So, what did the study show? It reported that 2% (1 in 50) of the teens studied self-reported symptoms that matched ME/CFS, lasting more than 6 months, and 3% had ME/CFS symptoms lasting at least 3 months (the UK definition). It also reported that past age 13, girls were more likely than boys to develop ME/CFS (I'm assuming the numbers were similar for the genders in younger children). Finally, they found greater numbers of ME/CFS in children from poorer economic status, hopefully putting to rest the "yuppie flu" moniker forever!

The study is being reported in mainstream media outlets:
  • Science Daily article - pretty good, mentions the lack of real treatment in the UK and the huge lack of awareness and understanding of ME/CFS - taken directly from the University of Bristol's press release.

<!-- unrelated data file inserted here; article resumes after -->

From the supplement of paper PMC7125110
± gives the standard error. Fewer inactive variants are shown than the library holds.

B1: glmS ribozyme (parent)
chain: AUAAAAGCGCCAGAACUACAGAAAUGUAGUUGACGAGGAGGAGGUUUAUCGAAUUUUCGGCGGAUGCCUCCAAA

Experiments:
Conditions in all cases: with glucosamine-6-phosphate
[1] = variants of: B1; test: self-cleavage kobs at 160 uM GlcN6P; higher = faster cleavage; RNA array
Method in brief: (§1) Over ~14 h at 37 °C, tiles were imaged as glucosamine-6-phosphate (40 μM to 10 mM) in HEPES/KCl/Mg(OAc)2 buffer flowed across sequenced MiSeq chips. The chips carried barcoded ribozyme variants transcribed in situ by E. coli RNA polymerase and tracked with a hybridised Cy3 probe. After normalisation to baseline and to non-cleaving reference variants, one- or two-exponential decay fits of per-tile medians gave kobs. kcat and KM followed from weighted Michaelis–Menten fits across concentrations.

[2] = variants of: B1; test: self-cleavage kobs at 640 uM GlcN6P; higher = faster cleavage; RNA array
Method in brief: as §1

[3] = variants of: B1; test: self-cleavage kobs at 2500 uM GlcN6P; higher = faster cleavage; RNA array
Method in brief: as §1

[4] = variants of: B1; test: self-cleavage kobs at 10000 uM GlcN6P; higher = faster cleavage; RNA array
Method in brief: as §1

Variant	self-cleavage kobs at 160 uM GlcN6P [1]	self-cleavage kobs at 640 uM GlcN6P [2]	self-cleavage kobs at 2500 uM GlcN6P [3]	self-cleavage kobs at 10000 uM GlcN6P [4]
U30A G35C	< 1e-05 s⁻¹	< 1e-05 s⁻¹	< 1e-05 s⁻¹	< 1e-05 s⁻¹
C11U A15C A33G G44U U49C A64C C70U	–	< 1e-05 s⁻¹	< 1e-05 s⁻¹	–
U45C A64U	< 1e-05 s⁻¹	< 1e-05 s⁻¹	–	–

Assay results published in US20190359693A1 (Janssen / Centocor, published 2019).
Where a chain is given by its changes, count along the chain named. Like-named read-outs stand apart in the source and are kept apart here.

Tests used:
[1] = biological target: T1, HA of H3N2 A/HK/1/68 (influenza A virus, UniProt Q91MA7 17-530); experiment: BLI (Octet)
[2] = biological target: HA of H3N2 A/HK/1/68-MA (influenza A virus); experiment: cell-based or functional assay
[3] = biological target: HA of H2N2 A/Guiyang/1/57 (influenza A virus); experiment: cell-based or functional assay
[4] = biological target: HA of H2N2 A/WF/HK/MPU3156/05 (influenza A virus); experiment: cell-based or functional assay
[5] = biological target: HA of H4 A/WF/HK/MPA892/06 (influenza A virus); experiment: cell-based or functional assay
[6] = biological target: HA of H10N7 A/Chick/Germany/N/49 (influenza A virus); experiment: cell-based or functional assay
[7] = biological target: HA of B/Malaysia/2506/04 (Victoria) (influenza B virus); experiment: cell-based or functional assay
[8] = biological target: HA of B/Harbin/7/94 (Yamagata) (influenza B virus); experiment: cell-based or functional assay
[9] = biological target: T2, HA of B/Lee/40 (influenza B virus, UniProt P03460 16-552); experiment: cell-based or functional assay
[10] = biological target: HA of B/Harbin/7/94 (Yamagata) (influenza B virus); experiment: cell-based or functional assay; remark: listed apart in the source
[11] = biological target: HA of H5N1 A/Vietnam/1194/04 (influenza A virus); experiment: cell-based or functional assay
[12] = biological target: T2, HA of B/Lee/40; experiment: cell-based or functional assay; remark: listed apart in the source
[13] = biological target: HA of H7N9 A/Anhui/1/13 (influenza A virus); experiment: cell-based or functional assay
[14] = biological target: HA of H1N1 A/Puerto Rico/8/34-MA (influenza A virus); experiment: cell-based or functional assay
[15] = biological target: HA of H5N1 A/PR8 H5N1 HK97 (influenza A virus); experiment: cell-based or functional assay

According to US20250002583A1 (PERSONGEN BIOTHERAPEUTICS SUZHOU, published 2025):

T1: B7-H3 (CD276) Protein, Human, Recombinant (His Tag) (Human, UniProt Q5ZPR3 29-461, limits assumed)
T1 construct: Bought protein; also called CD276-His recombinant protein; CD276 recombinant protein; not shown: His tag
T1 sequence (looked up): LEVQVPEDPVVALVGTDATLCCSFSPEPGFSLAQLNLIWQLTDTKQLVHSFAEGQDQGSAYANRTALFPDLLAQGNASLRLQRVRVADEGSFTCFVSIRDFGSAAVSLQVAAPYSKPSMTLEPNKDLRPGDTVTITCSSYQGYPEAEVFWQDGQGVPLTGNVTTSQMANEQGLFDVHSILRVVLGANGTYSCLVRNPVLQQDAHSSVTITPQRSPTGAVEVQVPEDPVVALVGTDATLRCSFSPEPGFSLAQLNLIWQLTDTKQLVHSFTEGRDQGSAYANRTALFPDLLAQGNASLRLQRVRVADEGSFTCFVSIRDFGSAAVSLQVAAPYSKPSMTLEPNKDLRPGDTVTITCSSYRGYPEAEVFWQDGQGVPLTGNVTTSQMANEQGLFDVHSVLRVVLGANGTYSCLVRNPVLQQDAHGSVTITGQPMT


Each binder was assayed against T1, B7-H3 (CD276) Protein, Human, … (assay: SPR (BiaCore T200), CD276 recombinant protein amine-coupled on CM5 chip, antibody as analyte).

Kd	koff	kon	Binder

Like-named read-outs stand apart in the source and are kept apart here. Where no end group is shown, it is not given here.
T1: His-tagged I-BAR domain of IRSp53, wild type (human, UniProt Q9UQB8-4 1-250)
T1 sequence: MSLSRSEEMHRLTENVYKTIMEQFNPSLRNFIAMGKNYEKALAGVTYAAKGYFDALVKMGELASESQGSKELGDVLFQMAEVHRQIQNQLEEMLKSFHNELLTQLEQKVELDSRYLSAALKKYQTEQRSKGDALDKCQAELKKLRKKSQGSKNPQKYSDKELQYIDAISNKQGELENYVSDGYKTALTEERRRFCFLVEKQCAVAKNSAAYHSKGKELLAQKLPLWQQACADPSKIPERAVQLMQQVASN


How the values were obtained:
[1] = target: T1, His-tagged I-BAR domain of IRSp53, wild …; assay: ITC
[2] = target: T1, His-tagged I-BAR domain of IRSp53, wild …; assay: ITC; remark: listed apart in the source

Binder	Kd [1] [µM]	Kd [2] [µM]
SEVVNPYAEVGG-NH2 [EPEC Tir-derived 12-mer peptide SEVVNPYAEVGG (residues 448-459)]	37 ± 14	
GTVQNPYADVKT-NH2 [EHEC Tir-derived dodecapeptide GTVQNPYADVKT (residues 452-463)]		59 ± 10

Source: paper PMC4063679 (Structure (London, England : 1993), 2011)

• Newsweek - eh, not so good. They do report on the study, but their background "facts" are very limited, focusing on "tiredness" and the CDC definition, with absolutely no mention of immune dysfunction or infectious agents. I left a comment, filling in some of the gaps.
One final note: though this is the first attempt to quantify total children/teens with ME/CFS, it is not the first study to show that ME/CFS is very prevalent in teens. Earlier studies that focused only on ME/CFS following infection with the Epstein-Barr Virus (EBV) - aka mono or glandular fever - showed a significant prevalence of ME/CFS in kids who's had mono. You can see some of those earlier study results from 2009 here and an article from 2014 here.

Please share this study widely to help spread awareness of just how common ME/CFS is in children and teens! (I would use the Science Daily link to share).

Tuesday, January 26, 2016

TV Tuesday: Younger